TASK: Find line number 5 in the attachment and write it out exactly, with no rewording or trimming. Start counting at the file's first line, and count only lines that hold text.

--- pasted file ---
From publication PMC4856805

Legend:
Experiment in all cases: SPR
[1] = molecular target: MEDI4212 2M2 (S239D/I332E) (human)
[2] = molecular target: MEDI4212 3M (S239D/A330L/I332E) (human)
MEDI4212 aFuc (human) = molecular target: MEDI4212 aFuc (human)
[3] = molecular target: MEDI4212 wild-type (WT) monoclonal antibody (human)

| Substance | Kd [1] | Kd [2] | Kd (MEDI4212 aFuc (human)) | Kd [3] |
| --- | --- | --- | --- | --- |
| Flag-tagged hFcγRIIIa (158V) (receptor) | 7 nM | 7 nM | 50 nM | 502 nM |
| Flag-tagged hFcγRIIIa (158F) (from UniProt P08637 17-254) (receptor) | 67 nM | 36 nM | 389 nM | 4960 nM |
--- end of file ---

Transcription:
[2] = molecular target: MEDI4212 3M (S239D/A330L/I332E) (human)